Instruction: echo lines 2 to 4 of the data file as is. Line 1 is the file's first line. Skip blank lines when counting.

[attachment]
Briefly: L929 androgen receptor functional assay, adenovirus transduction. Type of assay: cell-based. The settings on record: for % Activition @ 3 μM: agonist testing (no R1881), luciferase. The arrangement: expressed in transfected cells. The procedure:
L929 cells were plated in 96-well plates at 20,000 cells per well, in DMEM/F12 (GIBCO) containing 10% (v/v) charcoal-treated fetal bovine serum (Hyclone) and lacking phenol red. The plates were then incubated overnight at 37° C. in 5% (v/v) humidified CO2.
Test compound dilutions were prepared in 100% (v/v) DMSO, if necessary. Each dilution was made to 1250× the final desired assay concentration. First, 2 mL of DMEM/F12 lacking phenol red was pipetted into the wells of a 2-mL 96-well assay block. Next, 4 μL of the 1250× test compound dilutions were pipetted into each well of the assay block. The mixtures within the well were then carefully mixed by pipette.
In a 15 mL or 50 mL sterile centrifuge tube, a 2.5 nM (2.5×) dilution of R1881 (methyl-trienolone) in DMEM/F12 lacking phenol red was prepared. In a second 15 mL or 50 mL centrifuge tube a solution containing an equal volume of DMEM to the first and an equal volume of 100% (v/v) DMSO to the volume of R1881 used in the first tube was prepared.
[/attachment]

L929 cells were plated in 96-well plates at 20,000 cells per well, in DMEM/F12 (GIBCO) containing 10% (v/v) charcoal-treated fetal bovine serum (Hyclone) and lacking phenol red. The plates were then incubated overnight at 37° C. in 5% (v/v) humidified CO2.
Test compound dilutions were prepared in 100% (v/v) DMSO, if necessary. Each dilution was made to 1250× the final desired assay concentration. First, 2 mL of DMEM/F12 lacking phenol red was pipetted into the wells of a 2-mL 96-well assay block. Next, 4 μL of the 1250× test compound dilutions were pipetted into each well of the assay block. The mixtures within the well were then carefully mixed by pipette.
In a 15 mL or 50 mL sterile centrifuge tube, a 2.5 nM (2.5×) dilution of R1881 (methyl-trienolone) in DMEM/F12 lacking phenol red was prepared. In a second 15 mL or 50 mL centrifuge tube a solution containing an equal volume of DMEM to the first and an equal volume of 100% (v/v) DMSO to the volume of R1881 used in the first tube was prepared.